November 27, 2021
Muhommad Arqam Naveed sits crouched over a wooden chest that doubles as a study desk in his northwest Winnipeg apartment.
The emptiness of the 20-year-old student's bedroom is stark. He has just three pieces of furniture: a collapsible camping chair, a folding chair for his desk and a mattress for sleeping that lies directly on the floor.
As is true for many international students, adjusting to life in a new country while keeping up with schoolwork is a challenge for Naveed, who arrived in Winnipeg from Pakistan in September.
"I have a big family back home and my two-year-old niece, Amal, is always jumping and playing around, bringing smiles and happiness," said Naveed, who is now studying biology at the University of Winnipeg.
"Now to be on our own is challenging. Managing studies alongside daily life chores such as washing clothes [and] cooking is a task in itself without family support," he said.
Loneliness, homesickness, housing and transportation challenges are nothing new to international students, but the COVID-19 pandemic has only escalated the feeling of isolation.
"Overall I don't feel good here and prefer to stay at home," he said.
"I have very few friends and it makes me feel homesick."
Cramped conditions, long days
Housing and managing money are among the first challenges facing students who are new to Canada.
"I am finding it difficult to manage my expenses and pay the rent as I only [can find] work for 10 to 12 hours [a week]," Naveed said.
Finding a roommate to split the cost of rent is important for him. But finding someone to live with who shares his faith as a Muslim isn't easy, he said.
Transportation is a challenge too.
"Initially there were a lot of issues with the transit system, as I could not find out the routes sometimes and there was a lack of information," said Naveed.
As well, many students who are new to Canada aren't fully aware of their rights and privileges and still think of themselves as outsiders in their new residence.
Yashas Samtani, who came to Canada from India to study last summer, says not everyone a student meets will have their best interest at heart.
"My former landlord tried to take advantage of me by imposing arbitrary restrictions and taking away my security deposit," said Samtani, who is studying economics at the U of M.
He's taking legal action against his previous landlord for the return of his deposit.
Samtani now lives with Ish Khattar, another student who came from India this summer, in a home close to the University of Manitoba's Fort Garry campus.
The living conditions are cramped in their 1,700-square-foot bungalow. There are six bedrooms, each shared between two students.
Even something as simple as trying to arrange for a cellphone in Canada to communicate locally presents a challenge.
"You need a good [credit] score and students without any support here, any family or friends, are in a very confused situation," said Khattar.
"I had to get my cousin in Toronto to get me a SIM card under his name."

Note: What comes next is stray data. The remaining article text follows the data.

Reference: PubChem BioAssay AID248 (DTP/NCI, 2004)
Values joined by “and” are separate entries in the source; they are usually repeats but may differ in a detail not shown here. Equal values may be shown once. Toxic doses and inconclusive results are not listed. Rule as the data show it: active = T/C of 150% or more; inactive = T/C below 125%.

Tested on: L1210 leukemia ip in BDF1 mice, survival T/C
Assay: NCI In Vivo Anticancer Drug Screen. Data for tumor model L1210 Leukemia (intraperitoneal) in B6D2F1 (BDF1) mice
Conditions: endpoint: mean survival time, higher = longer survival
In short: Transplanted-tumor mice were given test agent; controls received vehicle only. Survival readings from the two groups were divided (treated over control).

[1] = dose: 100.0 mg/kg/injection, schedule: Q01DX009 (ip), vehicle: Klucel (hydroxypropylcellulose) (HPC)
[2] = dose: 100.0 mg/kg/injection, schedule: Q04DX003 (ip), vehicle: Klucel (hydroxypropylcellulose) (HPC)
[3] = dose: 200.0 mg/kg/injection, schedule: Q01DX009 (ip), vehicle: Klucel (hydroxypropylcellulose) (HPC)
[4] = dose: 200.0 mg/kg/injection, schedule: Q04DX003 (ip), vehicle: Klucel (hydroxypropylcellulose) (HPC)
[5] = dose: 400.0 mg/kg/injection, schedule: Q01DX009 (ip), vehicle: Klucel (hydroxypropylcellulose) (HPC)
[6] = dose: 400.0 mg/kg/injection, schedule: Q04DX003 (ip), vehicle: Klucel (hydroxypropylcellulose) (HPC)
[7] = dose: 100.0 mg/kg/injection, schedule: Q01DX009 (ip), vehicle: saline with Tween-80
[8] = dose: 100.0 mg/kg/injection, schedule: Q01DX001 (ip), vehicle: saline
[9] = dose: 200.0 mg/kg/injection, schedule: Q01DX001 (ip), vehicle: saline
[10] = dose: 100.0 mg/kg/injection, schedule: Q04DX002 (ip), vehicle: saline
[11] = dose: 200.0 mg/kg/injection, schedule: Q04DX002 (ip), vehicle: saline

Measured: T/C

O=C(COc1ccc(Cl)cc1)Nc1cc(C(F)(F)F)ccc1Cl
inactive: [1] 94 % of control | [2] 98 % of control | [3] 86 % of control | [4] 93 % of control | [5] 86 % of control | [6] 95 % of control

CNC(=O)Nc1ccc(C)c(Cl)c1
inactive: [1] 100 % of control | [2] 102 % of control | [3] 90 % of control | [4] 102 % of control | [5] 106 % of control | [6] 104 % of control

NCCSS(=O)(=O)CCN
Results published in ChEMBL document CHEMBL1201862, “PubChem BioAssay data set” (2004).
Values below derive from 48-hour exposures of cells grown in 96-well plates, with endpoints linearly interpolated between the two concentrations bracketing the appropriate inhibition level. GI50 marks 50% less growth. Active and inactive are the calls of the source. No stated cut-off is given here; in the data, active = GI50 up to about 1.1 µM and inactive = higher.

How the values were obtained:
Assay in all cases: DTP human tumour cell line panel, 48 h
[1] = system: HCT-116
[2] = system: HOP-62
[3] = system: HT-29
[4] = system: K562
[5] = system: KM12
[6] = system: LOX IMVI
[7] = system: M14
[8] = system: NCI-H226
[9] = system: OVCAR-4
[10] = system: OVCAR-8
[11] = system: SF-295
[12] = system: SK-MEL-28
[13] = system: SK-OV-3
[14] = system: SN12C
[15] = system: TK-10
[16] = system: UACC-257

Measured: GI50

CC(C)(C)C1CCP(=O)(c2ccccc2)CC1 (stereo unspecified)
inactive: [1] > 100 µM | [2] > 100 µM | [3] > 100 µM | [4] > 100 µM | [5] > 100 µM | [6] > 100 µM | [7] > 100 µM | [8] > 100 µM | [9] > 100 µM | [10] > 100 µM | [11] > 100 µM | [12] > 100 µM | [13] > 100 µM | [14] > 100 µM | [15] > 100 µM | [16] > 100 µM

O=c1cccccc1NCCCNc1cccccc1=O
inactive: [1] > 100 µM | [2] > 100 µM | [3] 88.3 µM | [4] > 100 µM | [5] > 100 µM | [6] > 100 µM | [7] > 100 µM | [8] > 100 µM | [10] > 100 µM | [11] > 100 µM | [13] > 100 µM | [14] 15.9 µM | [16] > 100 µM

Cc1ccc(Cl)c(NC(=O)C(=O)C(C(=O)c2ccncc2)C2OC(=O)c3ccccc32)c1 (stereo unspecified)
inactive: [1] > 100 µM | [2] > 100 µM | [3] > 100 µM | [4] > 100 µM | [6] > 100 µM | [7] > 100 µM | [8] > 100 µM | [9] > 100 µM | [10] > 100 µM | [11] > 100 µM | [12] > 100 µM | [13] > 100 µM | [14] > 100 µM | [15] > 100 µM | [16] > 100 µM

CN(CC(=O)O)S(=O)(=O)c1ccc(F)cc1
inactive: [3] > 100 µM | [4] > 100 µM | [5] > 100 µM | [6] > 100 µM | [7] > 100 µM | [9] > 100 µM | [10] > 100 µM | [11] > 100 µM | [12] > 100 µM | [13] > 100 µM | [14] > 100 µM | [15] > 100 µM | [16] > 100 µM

On top of those challenges are the demands of long days studying, and often working a paying job as well.
The long journey to Canada
The challenges for international students, though, begin with simply getting to Canada.
Many foreign students who were already accepted to Canadian universities and planned to study here were left with no choice but to start classes online from their home country due to the pandemic.
That includes Samtani and Khattar.
Before Khattar arrived in Canada, he took courses online from his home in India — which meant he not only had to juggle schoolwork with work at his family's business, but also had to deal with time zone differences.
"My day started at three in the afternoon and afterwards I would go and help my dad [with] the business," said Khattar, who is studying computer science at the University of Manitoba.
His classes would start late in the evening and after homework was complete, he wouldn’t get to sleep until 8 a.m.
"It was fun initially, but after some time sleep deprivation started taking its toll and it became really difficult," he said.
After a year of online study, both Khattar and Samtani came to Winnipeg in the dog days of summer for their second year. Both were slated to come earlier, but their student permits were delayed due to the pandemic.
There were multiple flights and numerous COVID-19 screening tests through various countries before they could enter Canada.
"It took me four flights and three days to reach Winnipeg from New Delhi," Khattar said.
PCR testing for COVID-19 and the costs associated are not reimbursed by provincial or federal governments. In some cases, international students might need multiple tests before their arrival.
Khattar got tested for COVID-19 several times — "twice in India, as I didn't want to take a chance and got tested from two different labs, and then in Dubai and [in] Amsterdam," he said.
Just the journey to get to Canada cost him $2,500.
On his second day in Winnipeg, when he went out to eat, he discovered the documents he had weren't acceptable as proof of vaccination — required to eat in a restaurant in Manitoba.
"No one told us at the airport or anywhere on the website that we need to get a vaccination QR code," he said.
Samtani arrived in August, when there was still uncertainty about how immunization cards held by international students would be validated.
"The entire fiasco of international students getting their immunization cards was going on," he said.